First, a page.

(CBS) At the end of life, patients put their faith in doctors and, according to a new study, whether doctors put their faith in God makes a big difference in how they are treated.
According to a mail-in survey of nearly 4,000 British doctors, those who were atheist or agnostic were almost twice as willing to take actions designed to hasten the end of life. They were also far more likely to offer "continuous deep sedation until death" and discus end of life options with their patients.
Perhaps even more surprising, doctors who did not specialize in palliative (end of life) care were 10 times more likely to make those decisions regardless of religious faith.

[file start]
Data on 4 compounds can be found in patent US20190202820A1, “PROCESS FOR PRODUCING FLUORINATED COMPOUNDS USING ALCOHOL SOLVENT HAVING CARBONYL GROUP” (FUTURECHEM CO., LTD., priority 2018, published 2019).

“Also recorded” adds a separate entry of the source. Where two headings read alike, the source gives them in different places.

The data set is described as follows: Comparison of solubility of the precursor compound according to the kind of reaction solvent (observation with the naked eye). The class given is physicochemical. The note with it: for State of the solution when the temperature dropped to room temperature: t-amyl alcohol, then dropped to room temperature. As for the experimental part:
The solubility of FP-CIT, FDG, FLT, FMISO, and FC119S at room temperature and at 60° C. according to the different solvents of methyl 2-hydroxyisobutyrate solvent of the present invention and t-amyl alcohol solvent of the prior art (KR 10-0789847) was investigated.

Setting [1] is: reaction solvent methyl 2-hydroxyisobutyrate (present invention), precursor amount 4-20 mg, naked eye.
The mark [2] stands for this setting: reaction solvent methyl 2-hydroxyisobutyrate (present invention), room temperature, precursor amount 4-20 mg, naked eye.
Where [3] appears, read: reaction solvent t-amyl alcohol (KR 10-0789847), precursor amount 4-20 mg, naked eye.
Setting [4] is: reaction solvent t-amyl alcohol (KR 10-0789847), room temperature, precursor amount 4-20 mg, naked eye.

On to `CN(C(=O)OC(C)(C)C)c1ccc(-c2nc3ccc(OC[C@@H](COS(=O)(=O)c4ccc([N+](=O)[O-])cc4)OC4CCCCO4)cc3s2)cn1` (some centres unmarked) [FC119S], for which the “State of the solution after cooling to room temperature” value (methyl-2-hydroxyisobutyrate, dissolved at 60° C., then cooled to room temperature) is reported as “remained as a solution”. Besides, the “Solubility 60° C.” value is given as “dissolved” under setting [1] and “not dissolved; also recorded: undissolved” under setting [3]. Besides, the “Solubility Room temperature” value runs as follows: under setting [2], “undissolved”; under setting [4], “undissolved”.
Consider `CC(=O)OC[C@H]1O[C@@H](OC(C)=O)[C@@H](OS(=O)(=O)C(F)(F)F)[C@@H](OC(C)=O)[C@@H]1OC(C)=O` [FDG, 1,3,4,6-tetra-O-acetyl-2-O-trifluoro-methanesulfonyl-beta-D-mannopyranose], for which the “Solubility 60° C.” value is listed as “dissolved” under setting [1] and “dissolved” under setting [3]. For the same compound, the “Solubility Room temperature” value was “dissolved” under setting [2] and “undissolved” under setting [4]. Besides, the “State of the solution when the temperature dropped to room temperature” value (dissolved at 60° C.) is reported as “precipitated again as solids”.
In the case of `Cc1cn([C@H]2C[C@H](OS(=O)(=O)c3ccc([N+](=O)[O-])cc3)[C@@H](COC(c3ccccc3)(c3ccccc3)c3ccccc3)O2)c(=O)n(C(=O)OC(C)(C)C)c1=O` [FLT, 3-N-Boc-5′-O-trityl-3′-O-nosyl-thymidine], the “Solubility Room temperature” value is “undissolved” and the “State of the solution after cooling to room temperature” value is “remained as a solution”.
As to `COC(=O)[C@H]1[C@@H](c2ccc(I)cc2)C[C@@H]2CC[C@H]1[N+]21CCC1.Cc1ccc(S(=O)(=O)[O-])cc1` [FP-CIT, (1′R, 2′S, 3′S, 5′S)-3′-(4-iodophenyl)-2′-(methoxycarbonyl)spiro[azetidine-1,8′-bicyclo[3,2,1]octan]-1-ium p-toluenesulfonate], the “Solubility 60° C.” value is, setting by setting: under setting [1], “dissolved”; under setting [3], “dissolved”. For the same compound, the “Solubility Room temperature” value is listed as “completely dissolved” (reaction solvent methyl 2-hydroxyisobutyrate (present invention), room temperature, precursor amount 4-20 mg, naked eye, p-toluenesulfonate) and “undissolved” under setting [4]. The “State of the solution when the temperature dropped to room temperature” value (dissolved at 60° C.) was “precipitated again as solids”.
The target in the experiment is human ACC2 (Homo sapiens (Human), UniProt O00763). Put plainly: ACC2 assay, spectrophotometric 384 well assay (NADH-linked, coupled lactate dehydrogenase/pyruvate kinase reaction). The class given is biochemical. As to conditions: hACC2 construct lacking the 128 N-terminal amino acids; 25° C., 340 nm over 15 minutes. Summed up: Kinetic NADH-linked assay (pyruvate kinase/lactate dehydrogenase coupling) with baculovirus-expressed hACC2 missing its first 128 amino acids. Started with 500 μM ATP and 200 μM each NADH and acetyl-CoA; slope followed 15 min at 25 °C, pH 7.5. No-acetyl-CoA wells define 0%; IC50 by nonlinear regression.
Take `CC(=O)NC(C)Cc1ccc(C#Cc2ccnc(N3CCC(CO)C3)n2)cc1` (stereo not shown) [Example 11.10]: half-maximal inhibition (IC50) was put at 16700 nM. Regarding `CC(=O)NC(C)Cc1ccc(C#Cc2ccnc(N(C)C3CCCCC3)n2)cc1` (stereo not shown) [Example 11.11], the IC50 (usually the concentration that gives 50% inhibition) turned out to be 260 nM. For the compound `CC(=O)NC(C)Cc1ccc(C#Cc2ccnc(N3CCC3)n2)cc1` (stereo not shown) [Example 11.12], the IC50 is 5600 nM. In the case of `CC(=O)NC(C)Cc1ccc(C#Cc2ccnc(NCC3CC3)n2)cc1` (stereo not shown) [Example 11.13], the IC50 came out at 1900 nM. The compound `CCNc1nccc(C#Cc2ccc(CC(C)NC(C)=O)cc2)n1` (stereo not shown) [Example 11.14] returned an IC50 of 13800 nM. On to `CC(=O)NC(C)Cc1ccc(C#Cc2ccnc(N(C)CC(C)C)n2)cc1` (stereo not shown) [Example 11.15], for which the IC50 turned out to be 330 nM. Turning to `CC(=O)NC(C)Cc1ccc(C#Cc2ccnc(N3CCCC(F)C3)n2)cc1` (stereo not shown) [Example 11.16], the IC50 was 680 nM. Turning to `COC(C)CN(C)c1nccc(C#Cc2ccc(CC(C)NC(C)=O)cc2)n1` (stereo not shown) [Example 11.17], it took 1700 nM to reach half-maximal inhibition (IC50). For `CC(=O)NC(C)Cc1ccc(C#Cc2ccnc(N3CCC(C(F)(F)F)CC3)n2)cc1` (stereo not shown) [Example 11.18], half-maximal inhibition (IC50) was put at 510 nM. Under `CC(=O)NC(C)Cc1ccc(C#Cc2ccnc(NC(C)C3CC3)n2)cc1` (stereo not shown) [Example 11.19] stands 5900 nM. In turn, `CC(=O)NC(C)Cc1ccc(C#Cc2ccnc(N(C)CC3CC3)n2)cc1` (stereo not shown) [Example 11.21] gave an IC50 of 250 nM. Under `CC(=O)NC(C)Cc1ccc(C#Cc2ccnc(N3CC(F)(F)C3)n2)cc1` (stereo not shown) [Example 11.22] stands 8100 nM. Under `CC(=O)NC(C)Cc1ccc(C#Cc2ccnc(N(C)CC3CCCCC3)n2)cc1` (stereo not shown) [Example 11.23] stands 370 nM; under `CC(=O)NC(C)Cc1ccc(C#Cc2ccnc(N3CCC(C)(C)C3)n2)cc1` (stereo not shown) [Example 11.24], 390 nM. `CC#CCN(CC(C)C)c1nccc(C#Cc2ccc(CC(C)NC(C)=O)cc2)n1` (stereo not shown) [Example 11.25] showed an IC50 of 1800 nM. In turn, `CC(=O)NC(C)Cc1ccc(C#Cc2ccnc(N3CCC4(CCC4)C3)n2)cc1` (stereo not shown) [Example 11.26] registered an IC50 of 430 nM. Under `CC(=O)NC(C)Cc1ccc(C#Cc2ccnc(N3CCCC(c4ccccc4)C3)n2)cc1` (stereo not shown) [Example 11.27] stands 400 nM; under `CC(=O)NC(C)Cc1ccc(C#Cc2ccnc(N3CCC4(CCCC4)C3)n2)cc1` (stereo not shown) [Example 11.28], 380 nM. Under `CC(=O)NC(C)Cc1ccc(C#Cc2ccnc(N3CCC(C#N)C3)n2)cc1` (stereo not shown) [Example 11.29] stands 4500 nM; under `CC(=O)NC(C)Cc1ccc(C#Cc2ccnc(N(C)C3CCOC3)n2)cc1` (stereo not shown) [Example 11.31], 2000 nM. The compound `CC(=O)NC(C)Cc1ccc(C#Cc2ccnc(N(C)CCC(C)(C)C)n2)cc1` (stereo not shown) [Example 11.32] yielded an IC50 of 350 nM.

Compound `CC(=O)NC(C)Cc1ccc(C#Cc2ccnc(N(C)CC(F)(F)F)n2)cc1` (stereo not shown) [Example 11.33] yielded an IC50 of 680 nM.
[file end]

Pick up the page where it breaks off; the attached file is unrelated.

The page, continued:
The study was published this week in the Journal of Medical Ethics.
What does the study mean for patients? There are at least two possible interpretations.
One is that religious doctors are slow to offer care that will ease pain at the end of life and quick to recommend treatment that will prolong life regardless of the cost to the patient and family.
The flip view is that non-religious doctors are quick to take steps that will hasten death and quick to offer drugs that will render patients unconscious.
What's certainly clear is patients will receive very different recommendations in hospitals than they would in special end of life facilities.
The ultimate lesson, the researchers say, is it's important to understand your doctor's values and make sure they are in line with your own.
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